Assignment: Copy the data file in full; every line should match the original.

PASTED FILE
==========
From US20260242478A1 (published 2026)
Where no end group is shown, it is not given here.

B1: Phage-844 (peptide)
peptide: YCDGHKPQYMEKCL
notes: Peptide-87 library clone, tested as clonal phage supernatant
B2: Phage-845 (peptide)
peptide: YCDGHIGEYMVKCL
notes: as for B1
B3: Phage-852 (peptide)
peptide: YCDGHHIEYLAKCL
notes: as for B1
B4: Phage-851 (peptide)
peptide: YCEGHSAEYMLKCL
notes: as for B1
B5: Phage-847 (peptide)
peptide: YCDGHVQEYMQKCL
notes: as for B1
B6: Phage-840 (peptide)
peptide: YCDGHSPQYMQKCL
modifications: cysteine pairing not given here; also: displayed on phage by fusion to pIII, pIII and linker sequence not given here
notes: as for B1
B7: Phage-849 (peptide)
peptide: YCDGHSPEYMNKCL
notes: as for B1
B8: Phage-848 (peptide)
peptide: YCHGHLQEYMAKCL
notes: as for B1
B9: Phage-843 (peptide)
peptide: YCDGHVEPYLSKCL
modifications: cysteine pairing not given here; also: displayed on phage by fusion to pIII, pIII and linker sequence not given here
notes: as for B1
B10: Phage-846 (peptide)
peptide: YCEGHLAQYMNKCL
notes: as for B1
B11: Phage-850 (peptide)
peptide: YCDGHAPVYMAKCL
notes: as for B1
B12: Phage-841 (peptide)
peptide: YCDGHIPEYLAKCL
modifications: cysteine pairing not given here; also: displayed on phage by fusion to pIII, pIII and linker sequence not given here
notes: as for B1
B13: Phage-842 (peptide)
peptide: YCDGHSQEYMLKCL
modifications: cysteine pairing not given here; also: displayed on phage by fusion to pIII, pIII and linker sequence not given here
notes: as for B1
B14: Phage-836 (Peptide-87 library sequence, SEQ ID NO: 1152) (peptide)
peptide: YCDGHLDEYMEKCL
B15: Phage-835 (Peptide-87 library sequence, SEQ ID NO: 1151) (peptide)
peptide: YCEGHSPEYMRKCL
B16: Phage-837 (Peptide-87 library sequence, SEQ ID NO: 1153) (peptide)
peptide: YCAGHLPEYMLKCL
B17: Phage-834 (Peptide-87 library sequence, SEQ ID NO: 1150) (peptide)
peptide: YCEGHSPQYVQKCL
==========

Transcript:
From US20260242478A1 (published 2026)
Where no end group is shown, it is not given here.

B1: Phage-844 (peptide)
peptide: YCDGHKPQYMEKCL
notes: Peptide-87 library clone, tested as clonal phage supernatant
B2: Phage-845 (peptide)
peptide: YCDGHIGEYMVKCL
notes: as for B1
B3: Phage-852 (peptide)
peptide: YCDGHHIEYLAKCL
notes: as for B1
B4: Phage-851 (peptide)
peptide: YCEGHSAEYMLKCL
notes: as for B1
B5: Phage-847 (peptide)
peptide: YCDGHVQEYMQKCL
notes: as for B1
B6: Phage-840 (peptide)
peptide: YCDGHSPQYMQKCL
modifications: cysteine pairing not given here; also: displayed on phage by fusion to pIII, pIII and linker sequence not given here
notes: as for B1
B7: Phage-849 (peptide)
peptide: YCDGHSPEYMNKCL
notes: as for B1
B8: Phage-848 (peptide)
peptide: YCHGHLQEYMAKCL
notes: as for B1
B9: Phage-843 (peptide)
peptide: YCDGHVEPYLSKCL
modifications: cysteine pairing not given here; also: displayed on phage by fusion to pIII, pIII and linker sequence not given here
notes: as for B1
B10: Phage-846 (peptide)
peptide: YCEGHLAQYMNKCL
notes: as for B1
B11: Phage-850 (peptide)
peptide: YCDGHAPVYMAKCL
notes: as for B1
B12: Phage-841 (peptide)
peptide: YCDGHIPEYLAKCL
modifications: cysteine pairing not given here; also: displayed on phage by fusion to pIII, pIII and linker sequence not given here
notes: as for B1
B13: Phage-842 (peptide)
peptide: YCDGHSQEYMLKCL
modifications: cysteine pairing not given here; also: displayed on phage by fusion to pIII, pIII and linker sequence not given here
notes: as for B1
B14: Phage-836 (Peptide-87 library sequence, SEQ ID NO: 1152) (peptide)
peptide: YCDGHLDEYMEKCL
B15: Phage-835 (Peptide-87 library sequence, SEQ ID NO: 1151) (peptide)
peptide: YCEGHSPEYMRKCL
B16: Phage-837 (Peptide-87 library sequence, SEQ ID NO: 1153) (peptide)
peptide: YCAGHLPEYMLKCL
B17: Phage-834 (Peptide-87 library sequence, SEQ ID NO: 1150) (peptide)
peptide: YCEGHSPQYVQKCL